Free Trials & Subscription Services: What You Need to Know

Credit.com

We’ve all been enticed by “free trials” at one point or another — with a month of a subscription service offered at no initial cost, it’s hard to pass up an offer like that. But businesses have tested this model, and let’s face it: they wouldn’t use it if they were going to lose money. Something must be working by giving you a major discount. Here’s what you should know before you accept their terms and conditions, to save you money and headaches in the future:

1. Before you sign up for a service, make sure you know how to cancel it.

Free trials are just a way to get your foot in the door, so if you choose to take your business elsewhere, make sure you know how to leave. Many companies’ websites may be tricky to navigate when it comes to canceling their service, and sometimes you can’t cancel online at all, instead having to call their offices to end your subscription. Before you sign on the dotted line, be sure you know how to stop their service.

2. Check for hidden fees first.

If you’re using an automatic payment system for a necessary service, keep in mind that some companies may charge you for the convenience of enrolling in their auto-pay program. Before you sign up for automatic renewal, be sure they’re not going to charge you for it.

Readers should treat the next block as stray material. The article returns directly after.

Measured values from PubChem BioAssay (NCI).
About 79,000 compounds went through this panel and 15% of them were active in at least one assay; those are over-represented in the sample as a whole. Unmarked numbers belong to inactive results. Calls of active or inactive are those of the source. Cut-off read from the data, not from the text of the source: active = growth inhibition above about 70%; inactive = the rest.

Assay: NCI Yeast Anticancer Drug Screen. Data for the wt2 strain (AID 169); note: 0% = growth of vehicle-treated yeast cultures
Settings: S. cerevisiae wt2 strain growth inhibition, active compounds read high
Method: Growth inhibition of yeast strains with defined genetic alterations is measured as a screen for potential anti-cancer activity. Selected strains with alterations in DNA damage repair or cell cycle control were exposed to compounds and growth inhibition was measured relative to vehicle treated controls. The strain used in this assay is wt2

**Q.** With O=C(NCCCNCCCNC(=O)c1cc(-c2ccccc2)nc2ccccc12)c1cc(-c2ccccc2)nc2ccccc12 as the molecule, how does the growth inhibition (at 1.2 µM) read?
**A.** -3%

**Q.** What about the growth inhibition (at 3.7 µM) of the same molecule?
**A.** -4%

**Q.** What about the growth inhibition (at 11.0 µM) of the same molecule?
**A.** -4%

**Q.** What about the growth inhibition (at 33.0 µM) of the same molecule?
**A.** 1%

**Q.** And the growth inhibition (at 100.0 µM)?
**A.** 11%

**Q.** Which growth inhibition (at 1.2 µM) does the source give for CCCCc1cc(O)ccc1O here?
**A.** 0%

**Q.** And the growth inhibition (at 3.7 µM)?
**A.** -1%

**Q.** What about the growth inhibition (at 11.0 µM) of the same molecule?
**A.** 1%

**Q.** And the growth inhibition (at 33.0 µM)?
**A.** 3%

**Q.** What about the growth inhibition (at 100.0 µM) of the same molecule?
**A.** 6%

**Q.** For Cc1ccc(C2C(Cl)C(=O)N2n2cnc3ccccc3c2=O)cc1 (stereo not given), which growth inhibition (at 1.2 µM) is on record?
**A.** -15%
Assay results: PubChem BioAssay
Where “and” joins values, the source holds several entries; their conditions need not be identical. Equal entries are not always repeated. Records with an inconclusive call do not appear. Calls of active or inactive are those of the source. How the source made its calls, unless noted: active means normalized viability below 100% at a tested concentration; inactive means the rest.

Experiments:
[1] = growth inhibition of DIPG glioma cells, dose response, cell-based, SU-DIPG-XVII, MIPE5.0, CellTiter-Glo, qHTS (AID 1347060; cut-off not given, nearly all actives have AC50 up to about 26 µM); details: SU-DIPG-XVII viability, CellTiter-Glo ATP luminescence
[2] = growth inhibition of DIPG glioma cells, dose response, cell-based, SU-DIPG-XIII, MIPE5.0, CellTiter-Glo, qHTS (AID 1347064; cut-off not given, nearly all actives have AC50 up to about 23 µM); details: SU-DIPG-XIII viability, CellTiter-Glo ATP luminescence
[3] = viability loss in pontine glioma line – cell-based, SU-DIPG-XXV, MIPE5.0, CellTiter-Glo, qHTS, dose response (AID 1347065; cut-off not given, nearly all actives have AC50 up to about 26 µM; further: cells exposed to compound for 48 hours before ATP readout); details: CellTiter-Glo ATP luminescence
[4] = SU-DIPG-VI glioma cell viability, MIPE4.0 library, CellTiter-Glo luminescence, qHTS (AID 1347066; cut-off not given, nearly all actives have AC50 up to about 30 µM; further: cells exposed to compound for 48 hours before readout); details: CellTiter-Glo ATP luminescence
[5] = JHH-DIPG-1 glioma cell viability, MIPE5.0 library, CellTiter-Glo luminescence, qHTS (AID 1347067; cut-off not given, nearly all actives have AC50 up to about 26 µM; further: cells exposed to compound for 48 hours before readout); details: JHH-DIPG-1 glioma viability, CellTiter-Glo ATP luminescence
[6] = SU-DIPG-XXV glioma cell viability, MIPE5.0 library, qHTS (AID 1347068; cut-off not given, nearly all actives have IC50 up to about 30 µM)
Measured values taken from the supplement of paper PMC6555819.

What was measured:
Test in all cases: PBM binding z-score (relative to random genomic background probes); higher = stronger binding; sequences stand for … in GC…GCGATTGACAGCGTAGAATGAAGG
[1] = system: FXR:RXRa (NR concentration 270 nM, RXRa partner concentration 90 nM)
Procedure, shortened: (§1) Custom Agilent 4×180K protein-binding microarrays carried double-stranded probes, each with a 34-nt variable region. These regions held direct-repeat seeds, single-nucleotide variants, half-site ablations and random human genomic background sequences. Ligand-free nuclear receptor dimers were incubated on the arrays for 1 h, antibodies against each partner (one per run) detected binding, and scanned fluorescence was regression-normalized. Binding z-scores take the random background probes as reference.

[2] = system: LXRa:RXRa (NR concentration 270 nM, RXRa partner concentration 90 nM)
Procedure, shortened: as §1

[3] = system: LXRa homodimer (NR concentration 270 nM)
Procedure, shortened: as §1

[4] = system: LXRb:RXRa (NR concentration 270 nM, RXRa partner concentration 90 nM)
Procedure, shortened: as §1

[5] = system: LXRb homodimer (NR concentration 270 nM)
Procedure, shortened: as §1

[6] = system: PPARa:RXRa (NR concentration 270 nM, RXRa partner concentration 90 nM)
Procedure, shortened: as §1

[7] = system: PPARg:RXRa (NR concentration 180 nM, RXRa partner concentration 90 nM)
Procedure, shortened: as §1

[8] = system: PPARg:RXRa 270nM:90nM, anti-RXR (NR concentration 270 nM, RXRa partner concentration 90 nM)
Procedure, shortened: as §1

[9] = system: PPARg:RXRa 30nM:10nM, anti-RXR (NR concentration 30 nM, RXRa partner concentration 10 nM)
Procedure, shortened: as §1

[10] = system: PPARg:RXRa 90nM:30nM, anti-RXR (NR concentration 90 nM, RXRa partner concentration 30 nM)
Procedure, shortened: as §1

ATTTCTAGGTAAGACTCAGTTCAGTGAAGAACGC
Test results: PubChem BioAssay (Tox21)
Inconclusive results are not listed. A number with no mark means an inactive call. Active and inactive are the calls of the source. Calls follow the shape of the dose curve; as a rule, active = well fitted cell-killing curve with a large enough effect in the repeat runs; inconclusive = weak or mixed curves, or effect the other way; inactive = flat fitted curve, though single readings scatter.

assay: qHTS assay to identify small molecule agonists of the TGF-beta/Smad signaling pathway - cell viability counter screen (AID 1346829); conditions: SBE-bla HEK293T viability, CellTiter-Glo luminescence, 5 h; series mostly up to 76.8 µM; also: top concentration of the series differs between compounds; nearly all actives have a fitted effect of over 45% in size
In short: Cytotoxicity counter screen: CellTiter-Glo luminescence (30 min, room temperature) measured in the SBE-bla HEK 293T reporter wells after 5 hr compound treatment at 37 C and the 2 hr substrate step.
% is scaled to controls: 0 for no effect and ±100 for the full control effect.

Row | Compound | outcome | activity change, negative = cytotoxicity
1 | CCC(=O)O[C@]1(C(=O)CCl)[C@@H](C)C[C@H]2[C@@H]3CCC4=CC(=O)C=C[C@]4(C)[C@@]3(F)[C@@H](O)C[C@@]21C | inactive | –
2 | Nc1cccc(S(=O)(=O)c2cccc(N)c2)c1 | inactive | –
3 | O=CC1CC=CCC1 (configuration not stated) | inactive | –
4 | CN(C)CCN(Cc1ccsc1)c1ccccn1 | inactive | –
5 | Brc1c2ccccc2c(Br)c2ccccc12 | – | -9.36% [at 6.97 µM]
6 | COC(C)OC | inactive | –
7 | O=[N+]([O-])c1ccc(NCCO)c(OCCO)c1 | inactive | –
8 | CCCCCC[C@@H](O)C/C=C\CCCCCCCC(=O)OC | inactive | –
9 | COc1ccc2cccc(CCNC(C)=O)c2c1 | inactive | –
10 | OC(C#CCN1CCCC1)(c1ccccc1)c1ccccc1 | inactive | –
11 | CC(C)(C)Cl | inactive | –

[Related Article: How to Negotiate Your Way to a Better Credit Card]

3. Hold yourself accountable.

Just as businesses might make it tough for you to cancel, they probably won’t go out of their way to remind you that your free trial is over. Mark the end date of your trial period in your own personal calendar, and be sure you’re aware of when you can safely cancel a service before your credit card is charged.

4. Be proactive.

Don’t let the convenience of an auto-pay service allow you to slip into complacency. If you do decide to stay with a subscription service, make sure you’re monitoring your credit card statements and checking all charges. Automatic payments aren’t error-free (and you should verify charges on your statement anyway), so keep a close watch on online services.

5. Keep a record.

If you have canceled a service, it’s of the utmost importance that you have proof of your cancellation. If the company continues to charge you in error and you need to dispute their claims, it’s pretty tough if you have no evidence of a cancellation. Print or save an email record, or have them send you a document confirming that your account has been terminated.

Free trials and automatic payments may be enticing and easy, but remember to do your research before signing up for a service, and make sure you’re your own strongest advocate.


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